The Mall (Literary Walk)

The Mall is the only straight line deliberate in Central Park's design, and among its most photographed spots.

This quarter-mile promenade is flanked by towering American elm trees. At the Mall’s northern end stands Bethesda Terrace, overlooking the Lake. The southern end features statues of famous writers, earning the promenade its nickname, “Literary Walk.”

A stroll along the Mall can be a transcendent experience, precisely what Olmsted and Vaux envisioned for the Park’s only formal promenade. The elegant path is surrounded by North America’s largest remaining stand of American elms, whose interlocking branches create a stained-glass effect as sunlight trickles to the ground. The Conservancy works to protect these living treasures by monitoring the trees throughout the year for Dutch elm disease, a devastating fungus spread by elm bark beetles that has wiped out large numbers of elms worldwide.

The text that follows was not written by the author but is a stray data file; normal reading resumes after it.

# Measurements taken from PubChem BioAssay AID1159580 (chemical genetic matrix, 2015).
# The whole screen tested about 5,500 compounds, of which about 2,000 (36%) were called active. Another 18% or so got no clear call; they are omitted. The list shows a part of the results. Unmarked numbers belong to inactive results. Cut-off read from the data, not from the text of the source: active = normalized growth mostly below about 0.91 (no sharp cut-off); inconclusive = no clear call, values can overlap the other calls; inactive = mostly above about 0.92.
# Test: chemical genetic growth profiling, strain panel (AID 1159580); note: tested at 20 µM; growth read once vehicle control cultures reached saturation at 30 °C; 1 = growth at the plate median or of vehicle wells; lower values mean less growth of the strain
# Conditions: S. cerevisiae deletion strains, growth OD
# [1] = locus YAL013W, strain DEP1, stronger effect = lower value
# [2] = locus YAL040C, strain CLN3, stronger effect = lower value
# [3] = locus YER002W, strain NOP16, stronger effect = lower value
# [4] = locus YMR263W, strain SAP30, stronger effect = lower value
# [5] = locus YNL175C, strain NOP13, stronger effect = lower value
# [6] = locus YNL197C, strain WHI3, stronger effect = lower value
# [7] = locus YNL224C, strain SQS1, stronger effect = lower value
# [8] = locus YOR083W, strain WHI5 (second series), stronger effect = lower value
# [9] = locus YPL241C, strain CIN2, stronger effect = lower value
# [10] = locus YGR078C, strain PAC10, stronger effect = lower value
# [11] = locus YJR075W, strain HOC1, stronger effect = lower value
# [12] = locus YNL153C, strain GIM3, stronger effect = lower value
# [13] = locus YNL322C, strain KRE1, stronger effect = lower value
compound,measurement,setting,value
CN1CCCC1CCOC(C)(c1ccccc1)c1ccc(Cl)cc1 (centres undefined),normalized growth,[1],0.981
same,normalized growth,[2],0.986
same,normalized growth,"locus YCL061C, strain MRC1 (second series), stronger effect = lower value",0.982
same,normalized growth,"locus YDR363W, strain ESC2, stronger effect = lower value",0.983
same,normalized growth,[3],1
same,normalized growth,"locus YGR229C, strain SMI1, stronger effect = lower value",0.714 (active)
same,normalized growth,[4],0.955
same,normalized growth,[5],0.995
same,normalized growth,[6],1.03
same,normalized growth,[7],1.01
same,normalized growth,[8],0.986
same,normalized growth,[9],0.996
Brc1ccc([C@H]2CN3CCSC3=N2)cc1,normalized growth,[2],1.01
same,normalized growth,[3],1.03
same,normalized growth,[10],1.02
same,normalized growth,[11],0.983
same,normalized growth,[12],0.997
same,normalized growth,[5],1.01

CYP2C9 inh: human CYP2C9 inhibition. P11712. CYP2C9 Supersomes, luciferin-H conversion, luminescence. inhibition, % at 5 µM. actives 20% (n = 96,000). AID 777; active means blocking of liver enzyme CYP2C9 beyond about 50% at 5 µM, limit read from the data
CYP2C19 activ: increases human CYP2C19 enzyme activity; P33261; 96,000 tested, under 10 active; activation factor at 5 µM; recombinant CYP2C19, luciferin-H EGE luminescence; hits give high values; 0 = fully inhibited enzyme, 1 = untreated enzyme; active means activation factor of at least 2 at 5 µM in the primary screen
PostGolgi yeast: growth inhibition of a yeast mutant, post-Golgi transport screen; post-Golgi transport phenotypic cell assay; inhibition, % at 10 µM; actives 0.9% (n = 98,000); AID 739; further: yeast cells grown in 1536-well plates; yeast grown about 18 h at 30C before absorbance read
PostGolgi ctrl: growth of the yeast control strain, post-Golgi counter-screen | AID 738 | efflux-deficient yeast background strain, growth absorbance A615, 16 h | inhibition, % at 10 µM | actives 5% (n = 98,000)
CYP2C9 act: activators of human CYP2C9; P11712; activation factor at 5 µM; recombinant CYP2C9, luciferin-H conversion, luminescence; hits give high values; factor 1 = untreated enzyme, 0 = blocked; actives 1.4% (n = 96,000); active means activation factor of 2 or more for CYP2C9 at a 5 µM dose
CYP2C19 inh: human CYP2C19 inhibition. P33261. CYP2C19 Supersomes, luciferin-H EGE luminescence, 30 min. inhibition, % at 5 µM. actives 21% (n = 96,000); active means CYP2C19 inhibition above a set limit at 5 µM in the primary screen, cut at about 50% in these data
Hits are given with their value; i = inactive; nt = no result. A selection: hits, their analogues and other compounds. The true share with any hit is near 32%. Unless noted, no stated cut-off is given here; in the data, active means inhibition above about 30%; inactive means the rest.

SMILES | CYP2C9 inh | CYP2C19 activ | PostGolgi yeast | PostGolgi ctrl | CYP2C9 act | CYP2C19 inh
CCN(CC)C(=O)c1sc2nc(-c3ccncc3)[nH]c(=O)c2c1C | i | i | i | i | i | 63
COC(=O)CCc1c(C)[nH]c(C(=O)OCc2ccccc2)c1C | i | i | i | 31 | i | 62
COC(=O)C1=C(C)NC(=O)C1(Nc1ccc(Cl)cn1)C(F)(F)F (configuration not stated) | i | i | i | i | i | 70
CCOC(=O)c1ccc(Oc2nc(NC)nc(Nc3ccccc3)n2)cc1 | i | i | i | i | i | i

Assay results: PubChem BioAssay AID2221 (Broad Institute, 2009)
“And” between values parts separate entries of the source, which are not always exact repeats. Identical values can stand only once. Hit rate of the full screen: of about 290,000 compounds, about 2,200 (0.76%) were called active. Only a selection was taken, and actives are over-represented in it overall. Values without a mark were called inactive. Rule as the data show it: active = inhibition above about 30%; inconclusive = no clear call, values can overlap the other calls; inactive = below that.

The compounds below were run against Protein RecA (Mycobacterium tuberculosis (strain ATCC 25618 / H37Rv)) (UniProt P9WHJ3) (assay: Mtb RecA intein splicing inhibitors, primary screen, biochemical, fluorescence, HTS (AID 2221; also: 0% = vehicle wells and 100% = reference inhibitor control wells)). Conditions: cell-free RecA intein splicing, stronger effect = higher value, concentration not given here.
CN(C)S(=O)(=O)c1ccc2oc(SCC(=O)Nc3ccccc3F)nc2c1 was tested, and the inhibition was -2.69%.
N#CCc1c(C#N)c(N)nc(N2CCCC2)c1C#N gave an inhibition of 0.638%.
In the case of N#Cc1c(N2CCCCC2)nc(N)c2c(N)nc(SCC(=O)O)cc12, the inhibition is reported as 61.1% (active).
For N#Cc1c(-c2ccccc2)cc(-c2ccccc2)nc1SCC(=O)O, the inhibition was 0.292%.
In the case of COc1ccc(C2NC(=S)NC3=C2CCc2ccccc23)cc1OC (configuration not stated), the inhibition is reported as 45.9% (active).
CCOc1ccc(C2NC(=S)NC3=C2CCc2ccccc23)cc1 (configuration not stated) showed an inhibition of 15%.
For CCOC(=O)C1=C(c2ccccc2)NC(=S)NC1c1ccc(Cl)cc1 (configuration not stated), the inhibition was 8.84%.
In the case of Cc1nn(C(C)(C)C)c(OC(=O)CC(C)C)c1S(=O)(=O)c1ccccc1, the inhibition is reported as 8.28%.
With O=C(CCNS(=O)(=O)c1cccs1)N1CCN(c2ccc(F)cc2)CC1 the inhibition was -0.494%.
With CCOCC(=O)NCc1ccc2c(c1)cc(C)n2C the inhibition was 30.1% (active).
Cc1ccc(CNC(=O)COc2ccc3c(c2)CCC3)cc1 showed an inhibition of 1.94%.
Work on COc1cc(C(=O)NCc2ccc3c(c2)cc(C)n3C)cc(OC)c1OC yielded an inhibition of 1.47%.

The promenade was also a focal point of Central Park’s democratic experiment. Many doubted whether people of different races, religions, ethnicities, and socio-economic groups would commingle in a public space; magnetic gathering spots like the Mall proved them wrong.

Literary-minded visitors will delight in the Mall as much as the horticultural lovers. Literary Walk’s statues immortalize four prominent writers: English playwright William Shakespeare, Scottish poet Robert Burns, his compatriot, Scottish novelist Sir Walter Scott, and Fitz-Greene Halleck (the Park’s first statue of an American). A fifth statue honoring Christopher Columbus stands nearby.

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